Key 9/11 Planner Is Named
U.S. intelligence officials believe they have identified a mastermind of the Sept. 11 attacks--a mysterious Kuwaiti already wanted for his alleged role in a 1995 plot to bomb a dozen U.S. airliners over the Pacific Ocean, authorities said Tuesday.
“It looks like he’s the man, quite honestly,” one Bush administration official said of Khalid Shaikh Mohammed, a key lieutenant to Osama bin Laden. “We believe he is probably the leader of this. We have reason to believe it was his idea to create the plan for the four hijackings and [that he] discussed the plan with ... Bin Laden.”
The official, who spoke on the condition of anonymity, said he had been briefed recently on Mohammed’s alleged role in the attacks on the World Trade Center and the Pentagon, and was told that the information was coming from the interrogations of “various people,” including Al Qaeda members in custody.
In particular, captured Al Qaeda leader Abu Zubeida has told his interrogators of Mohammed’s role in the plot, according to the Bush administration official and a second U.S. official. Both spoke to The Times on the condition of anonymity, citing the ongoing investigation and the fact that Mohammed is still at large and believed to be hiding somewhere in Afghanistan or Pakistan.
A third person, an FBI counterterrorism official closely involved in the investigation, also described Mohammed as “perhaps the most wanted” of Al Qaeda operatives, possibly even more so than Bin Laden and top aide Ayman Al-Zawahiri, because of his direct operational role in various terrorist attacks.
In an interview with The Times two weeks ago, that FBI official would not specifically discuss Mohammed’s role in the suicide hijackings but cited him as a key fugitive who figures prominently in the investigation.
Some officials, though, downplayed Mohammed’s role. “He’s one of the people believed to be behind it. It may be a stretch to say he’s the mastermind,” said a U.S. intelligence official. “It’s not clear at this point what role he played.”
Mohammed, who is believed to be 36 or 37 years old, was designated one of the Bush administration’s 22 most-wanted terrorists after the Sept. 11 attacks. He was linked not to Sept. 11, but to the 1995 plot to blow up airliners. Authorities had placed a $25-million bounty on his head.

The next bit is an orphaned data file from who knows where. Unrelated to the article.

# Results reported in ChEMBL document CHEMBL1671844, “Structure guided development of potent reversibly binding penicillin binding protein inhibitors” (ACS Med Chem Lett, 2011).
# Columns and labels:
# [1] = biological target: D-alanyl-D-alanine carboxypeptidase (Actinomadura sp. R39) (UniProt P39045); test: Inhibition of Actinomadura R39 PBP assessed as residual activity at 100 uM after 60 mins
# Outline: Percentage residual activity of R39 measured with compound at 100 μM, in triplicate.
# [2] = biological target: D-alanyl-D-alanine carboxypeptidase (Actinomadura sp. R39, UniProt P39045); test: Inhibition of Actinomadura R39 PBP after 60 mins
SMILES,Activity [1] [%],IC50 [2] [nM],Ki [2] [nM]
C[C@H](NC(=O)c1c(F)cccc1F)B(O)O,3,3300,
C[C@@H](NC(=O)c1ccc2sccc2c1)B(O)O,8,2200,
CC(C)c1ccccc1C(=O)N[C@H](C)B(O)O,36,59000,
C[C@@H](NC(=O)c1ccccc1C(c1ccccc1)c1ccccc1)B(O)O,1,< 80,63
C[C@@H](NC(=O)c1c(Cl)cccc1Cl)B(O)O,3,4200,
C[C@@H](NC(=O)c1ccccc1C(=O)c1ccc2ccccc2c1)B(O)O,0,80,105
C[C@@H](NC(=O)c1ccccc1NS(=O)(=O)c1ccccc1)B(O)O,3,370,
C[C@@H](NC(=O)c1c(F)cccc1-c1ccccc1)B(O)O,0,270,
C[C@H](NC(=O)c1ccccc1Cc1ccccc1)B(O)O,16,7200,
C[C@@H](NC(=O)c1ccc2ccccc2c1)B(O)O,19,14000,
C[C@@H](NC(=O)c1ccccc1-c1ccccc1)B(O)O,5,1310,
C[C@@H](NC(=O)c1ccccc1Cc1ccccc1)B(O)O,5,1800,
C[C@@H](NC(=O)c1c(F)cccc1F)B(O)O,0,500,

But in recent weeks, those authorities have come to believe that Mohammed discussed the Sept. 11 plot in detail before the attacks not only with Bin Laden but also with Zubeida, who was an operational commander for Bin Laden’s Al Qaeda network.
Authorities say Zubeida put Bin Laden’s global vision for a worldwide Islamic state into action by orchestrating a series of terrorist attacks, managing the training camps in Afghanistan and serving as a liaison with terrorist cells around the world. Tuesday’s disclosures are also the first indication that Zubeida has been tied directly to the Sept. 11 attacks.
Zubeida, a Palestinian who is believed to be about 31, was captured in a raid in Pakistan in late March. He has been interrogated almost continually since recovering from gunshot wounds suffered when he tried to escape.
The Bush administration official said Zubeida’s identification of Mohammed as a key orchestrator of the Sept. 11 attacks occurred over the last two months and that U.S. authorities have been able to corroborate significant elements of his story. The official said such independent corroboration is important because authorities have been highly skeptical of some of the information provided by Zubeida, a hardened terrorist with no obvious reason to help the U.S.
Information from Zubeida has prompted authorities in recent weeks to go public about potential terrorist attacks on U.S. banks, shopping malls and even the Brooklyn Bridge and the Statue of Liberty--even when they could not find any independent corroboration or even a time, date or place for such attacks.
The Bush administration official speculated that Zubeida may have identified Mohammed as a way of taunting U.S. military forces in Afghanistan.
“Zubeida is definitely talking. I think he knows that Mohammed is alive and on the loose and that we won’t be able to catch him,” said the official. “Who knows? It’s all pop psychology at this point. [But] I’m very confident that there were discussions with Mohammed and Abu Zubeida over what ultimately became the 9/11 attacks.”